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When a dog's poop is green, it may send all sorts of alarm bells in your mind. 

Whether your should be concerned or not though will ultimately depend on what your dog ultimately has ingested. 

Dogs are know for being the most indiscriminate eaters. They'll eat just about anything they encounter. This often leads to significant problems such as intestinal blockages and food poisoning. 

Discover what it could mean when a dog poops green, and when you should be worried about it.

A Word About Stool Color in Dogs  

Normal dog poop is chocolate-brown in color. The color is due to the presence of bilirubin (a chemical compound produced in the liver).

 The bilirubin is further degraded into urobilinogen and then stercobilin. In fact, it is the stercobilin that gives poop its distinctive usual color, explains veterinarian Dr. Ivana.

However, there are slight color variations from one dog’s poop to another dog’s poop.

 The color deviations can be due to several factors, one of the most prominent being diet.

It can be therefore said that the color of a dog's poop can be to great extent influenced by what a dog eats, but also the dog's ability to metabolize the food and expel metabolic wastes from the body.

Dog liquid black poop

Going on frequent poop patrols can help you identify early problems. 

What Causes Green Poop in Dogs?

When it comes to unusual stool colors in dogs, the most important questions are: how is the dog feeling? and what did the dog recently eat?

With this in mind, following are several possible causes of green poop in dogs.

Eating Foods With Dyes 

As mentioned, a common cause of green poop in dogs is eating something green. 

Artificially added colors and dyes cannot be digested and are passed with the stool. Sometimes, if the dyes and colors are strong enough, they can change the overall dog's poop coloration.

For example, eating a food with a green dye in it such as green dog biscuits or Greenies, can cause greenish-looking poop in dogs. 

Even eating a green crayon can cause green stools in dogs.

Eating Lots of Greens  

Dogs who eat considerable amounts of "greens" such as spinach, broccoli or kale may too develop greenish-brown stools.

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Green poop in dogs may also indicate that your dog has eaten a lot of grass. "When troubled with gastrointestinal issues dogs eat grass and consequently the grass causes green discoloration of the poop," further explains Dr. Ivana.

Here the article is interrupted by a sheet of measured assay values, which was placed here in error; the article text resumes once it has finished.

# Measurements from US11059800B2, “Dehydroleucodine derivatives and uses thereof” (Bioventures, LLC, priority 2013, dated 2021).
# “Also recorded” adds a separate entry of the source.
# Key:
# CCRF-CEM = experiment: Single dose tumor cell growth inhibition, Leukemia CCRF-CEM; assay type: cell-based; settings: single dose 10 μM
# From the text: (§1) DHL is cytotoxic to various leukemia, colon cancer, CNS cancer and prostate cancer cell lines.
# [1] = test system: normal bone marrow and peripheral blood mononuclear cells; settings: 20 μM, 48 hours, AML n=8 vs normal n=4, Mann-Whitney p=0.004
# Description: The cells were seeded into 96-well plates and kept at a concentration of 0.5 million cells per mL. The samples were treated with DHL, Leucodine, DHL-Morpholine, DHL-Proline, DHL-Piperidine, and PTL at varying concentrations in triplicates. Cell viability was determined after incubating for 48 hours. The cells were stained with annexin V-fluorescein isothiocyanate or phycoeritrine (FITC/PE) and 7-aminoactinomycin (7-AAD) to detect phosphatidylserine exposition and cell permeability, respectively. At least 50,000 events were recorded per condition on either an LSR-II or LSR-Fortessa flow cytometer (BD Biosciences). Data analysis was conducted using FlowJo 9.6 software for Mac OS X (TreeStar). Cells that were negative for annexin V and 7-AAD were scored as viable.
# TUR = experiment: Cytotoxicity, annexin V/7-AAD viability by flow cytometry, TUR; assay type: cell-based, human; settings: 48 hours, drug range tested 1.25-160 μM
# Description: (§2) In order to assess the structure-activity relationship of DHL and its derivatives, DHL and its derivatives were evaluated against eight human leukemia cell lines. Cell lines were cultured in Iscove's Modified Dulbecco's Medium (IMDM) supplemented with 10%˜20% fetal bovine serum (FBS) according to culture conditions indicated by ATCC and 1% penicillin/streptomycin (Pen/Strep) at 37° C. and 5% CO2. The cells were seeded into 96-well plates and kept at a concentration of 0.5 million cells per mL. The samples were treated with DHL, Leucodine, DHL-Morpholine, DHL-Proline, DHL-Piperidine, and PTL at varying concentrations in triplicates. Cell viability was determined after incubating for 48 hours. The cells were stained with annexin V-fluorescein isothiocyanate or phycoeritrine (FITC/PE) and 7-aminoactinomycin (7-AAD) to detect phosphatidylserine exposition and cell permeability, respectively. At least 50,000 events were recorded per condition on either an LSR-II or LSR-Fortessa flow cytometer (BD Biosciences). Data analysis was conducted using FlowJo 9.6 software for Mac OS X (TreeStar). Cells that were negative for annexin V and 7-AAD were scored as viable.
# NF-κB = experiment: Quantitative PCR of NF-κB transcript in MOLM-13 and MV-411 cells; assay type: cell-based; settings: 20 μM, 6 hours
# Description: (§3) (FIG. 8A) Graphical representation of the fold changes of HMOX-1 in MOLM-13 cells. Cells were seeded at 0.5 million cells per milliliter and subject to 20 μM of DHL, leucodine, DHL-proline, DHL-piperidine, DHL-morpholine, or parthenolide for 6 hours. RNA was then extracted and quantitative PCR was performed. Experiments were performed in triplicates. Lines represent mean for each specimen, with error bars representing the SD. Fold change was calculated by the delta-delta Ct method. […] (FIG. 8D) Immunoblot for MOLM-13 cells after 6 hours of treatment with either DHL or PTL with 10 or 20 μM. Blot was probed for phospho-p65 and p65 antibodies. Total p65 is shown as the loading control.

Dog Eating Grass

Eating lots of greens can influence your dog's color of poop.

Ingestion of Rodent Bait 

One scary cause of bright, almost fluorescent green or blue poop in dogs is ingestion of rat poison. 

Manufacturers of rodent baits purposely add bright dyes—like bright blue or green so to identify them as pesticides and track ingestion of poison. 

Colorful poop can therefore mean a dog has gotten in contact with some.

Rodenticide poisoning in dogs needs to be taken seriously because it can lead to potential death if not treated in a timely fashion. 

Faster Transit Times

Greenish stools in dogs can be indicative of faster transit times within the intestines, causing less bile to be reabsorbed in the small intestine.

Since this bile color remains in the feces, it gives stools a yellowish-greenish tint. 

Green or yellow stools are therefore rather common with loose stools or diarrhea since these are associated with faster transit times.

Faster transit times can be triggered by a variety of disorders including minor or more significant ones such as an infections, presence of a foreign body, parasites, giardia etc. 

Concluding Thoughts

As good dog parents, it's a good idea to go on frequent poop patrols so to ensure everything is working fine in the dog's GI department. It can be literally said that, we really need to know our s*it when it comes to our dogs!

Green poop in dogs can mean various different things.

Brownish-green feces in dogs can be just a sign of a dog eating greens, and somewhat greener poops can be the result of the dog eating foods with dyes.

Normally, these changes in the poop color, particularly if food-related, should be transient and self-limiting.

 Namely, if your dog’s poop changed its color due to something your dog ate, once that food is no longer provided the stool should resume its normal color.

More concerning is the mysterious onset of greenish, or greenish-blue looking feces that may be sign of rodenticide poisoning.

 If you suspect or believe it may be possible that your dog has consumed rat poison, call your veterinarian immediately. 

When the poop is green and liquid this can also be a sign of faster transit times. Overactive intestines warrant a vet visit especially if it persists. 

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